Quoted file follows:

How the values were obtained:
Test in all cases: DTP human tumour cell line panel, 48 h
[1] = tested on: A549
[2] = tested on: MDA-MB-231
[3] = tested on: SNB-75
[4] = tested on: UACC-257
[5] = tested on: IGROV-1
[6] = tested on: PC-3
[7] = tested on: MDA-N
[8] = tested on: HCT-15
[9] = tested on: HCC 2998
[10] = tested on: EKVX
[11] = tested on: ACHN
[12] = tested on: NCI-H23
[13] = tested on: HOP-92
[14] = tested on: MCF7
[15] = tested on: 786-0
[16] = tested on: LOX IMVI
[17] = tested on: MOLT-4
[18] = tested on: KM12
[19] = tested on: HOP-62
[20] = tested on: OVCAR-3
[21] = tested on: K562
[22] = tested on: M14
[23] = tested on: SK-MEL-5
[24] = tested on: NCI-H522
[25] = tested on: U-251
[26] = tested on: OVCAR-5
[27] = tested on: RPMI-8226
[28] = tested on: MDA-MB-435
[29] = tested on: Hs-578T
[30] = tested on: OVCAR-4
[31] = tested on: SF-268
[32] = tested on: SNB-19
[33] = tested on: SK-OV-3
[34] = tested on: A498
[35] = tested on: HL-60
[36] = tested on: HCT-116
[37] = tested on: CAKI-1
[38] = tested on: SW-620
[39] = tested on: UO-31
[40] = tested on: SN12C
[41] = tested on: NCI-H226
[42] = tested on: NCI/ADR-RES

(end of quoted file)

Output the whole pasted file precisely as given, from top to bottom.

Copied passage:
How the values were obtained:
Test in all cases: DTP human tumour cell line panel, 48 h
[1] = tested on: A549
[2] = tested on: MDA-MB-231
[3] = tested on: SNB-75
[4] = tested on: UACC-257
[5] = tested on: IGROV-1
[6] = tested on: PC-3
[7] = tested on: MDA-N
[8] = tested on: HCT-15
[9] = tested on: HCC 2998
[10] = tested on: EKVX
[11] = tested on: ACHN
[12] = tested on: NCI-H23
[13] = tested on: HOP-92
[14] = tested on: MCF7
[15] = tested on: 786-0
[16] = tested on: LOX IMVI
[17] = tested on: MOLT-4
[18] = tested on: KM12
[19] = tested on: HOP-62
[20] = tested on: OVCAR-3
[21] = tested on: K562
[22] = tested on: M14
[23] = tested on: SK-MEL-5
[24] = tested on: NCI-H522
[25] = tested on: U-251
[26] = tested on: OVCAR-5
[27] = tested on: RPMI-8226
[28] = tested on: MDA-MB-435
[29] = tested on: Hs-578T
[30] = tested on: OVCAR-4
[31] = tested on: SF-268
[32] = tested on: SNB-19
[33] = tested on: SK-OV-3
[34] = tested on: A498
[35] = tested on: HL-60
[36] = tested on: HCT-116
[37] = tested on: CAKI-1
[38] = tested on: SW-620
[39] = tested on: UO-31
[40] = tested on: SN12C
[41] = tested on: NCI-H226
[42] = tested on: NCI/ADR-RES